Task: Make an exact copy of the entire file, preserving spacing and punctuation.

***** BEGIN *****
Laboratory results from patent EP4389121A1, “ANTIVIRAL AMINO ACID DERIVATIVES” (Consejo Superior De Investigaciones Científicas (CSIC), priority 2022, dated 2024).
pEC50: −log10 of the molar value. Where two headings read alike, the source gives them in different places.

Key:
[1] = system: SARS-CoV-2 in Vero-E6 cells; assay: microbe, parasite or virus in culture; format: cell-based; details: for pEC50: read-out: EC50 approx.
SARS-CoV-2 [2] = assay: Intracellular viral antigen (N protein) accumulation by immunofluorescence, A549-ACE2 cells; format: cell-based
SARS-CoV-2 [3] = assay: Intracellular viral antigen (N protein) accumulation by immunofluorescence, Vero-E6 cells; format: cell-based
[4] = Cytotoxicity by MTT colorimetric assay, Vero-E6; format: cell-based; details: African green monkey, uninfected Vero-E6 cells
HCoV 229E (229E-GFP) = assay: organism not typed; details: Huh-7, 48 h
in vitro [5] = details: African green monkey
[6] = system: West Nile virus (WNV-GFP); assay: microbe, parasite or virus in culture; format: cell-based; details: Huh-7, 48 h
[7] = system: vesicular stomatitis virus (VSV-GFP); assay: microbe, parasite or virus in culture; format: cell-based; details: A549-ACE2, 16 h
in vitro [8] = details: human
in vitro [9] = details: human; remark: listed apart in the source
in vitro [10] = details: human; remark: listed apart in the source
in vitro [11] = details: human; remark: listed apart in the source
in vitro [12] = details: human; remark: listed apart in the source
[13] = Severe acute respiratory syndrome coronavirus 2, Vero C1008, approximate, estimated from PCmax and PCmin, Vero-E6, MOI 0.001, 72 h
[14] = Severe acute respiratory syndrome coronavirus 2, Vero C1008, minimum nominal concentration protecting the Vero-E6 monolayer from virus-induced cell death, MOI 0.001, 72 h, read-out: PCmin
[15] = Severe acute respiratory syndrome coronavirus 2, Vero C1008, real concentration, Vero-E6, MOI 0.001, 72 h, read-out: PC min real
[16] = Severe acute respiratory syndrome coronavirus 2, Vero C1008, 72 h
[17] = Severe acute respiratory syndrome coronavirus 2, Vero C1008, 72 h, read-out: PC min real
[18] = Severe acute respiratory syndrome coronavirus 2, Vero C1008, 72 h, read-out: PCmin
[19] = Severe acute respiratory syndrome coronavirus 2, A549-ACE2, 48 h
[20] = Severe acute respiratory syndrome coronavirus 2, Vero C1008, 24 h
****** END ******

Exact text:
Laboratory results from patent EP4389121A1, “ANTIVIRAL AMINO ACID DERIVATIVES” (Consejo Superior De Investigaciones Científicas (CSIC), priority 2022, dated 2024).
pEC50: −log10 of the molar value. Where two headings read alike, the source gives them in different places.

Key:
[1] = system: SARS-CoV-2 in Vero-E6 cells; assay: microbe, parasite or virus in culture; format: cell-based; details: for pEC50: read-out: EC50 approx.
SARS-CoV-2 [2] = assay: Intracellular viral antigen (N protein) accumulation by immunofluorescence, A549-ACE2 cells; format: cell-based
SARS-CoV-2 [3] = assay: Intracellular viral antigen (N protein) accumulation by immunofluorescence, Vero-E6 cells; format: cell-based
[4] = Cytotoxicity by MTT colorimetric assay, Vero-E6; format: cell-based; details: African green monkey, uninfected Vero-E6 cells
HCoV 229E (229E-GFP) = assay: organism not typed; details: Huh-7, 48 h
in vitro [5] = details: African green monkey
[6] = system: West Nile virus (WNV-GFP); assay: microbe, parasite or virus in culture; format: cell-based; details: Huh-7, 48 h
[7] = system: vesicular stomatitis virus (VSV-GFP); assay: microbe, parasite or virus in culture; format: cell-based; details: A549-ACE2, 16 h
in vitro [8] = details: human
in vitro [9] = details: human; remark: listed apart in the source
in vitro [10] = details: human; remark: listed apart in the source
in vitro [11] = details: human; remark: listed apart in the source
in vitro [12] = details: human; remark: listed apart in the source
[13] = Severe acute respiratory syndrome coronavirus 2, Vero C1008, approximate, estimated from PCmax and PCmin, Vero-E6, MOI 0.001, 72 h
[14] = Severe acute respiratory syndrome coronavirus 2, Vero C1008, minimum nominal concentration protecting the Vero-E6 monolayer from virus-induced cell death, MOI 0.001, 72 h, read-out: PCmin
[15] = Severe acute respiratory syndrome coronavirus 2, Vero C1008, real concentration, Vero-E6, MOI 0.001, 72 h, read-out: PC min real
[16] = Severe acute respiratory syndrome coronavirus 2, Vero C1008, 72 h
[17] = Severe acute respiratory syndrome coronavirus 2, Vero C1008, 72 h, read-out: PC min real
[18] = Severe acute respiratory syndrome coronavirus 2, Vero C1008, 72 h, read-out: PCmin
[19] = Severe acute respiratory syndrome coronavirus 2, A549-ACE2, 48 h
[20] = Severe acute respiratory syndrome coronavirus 2, Vero C1008, 24 h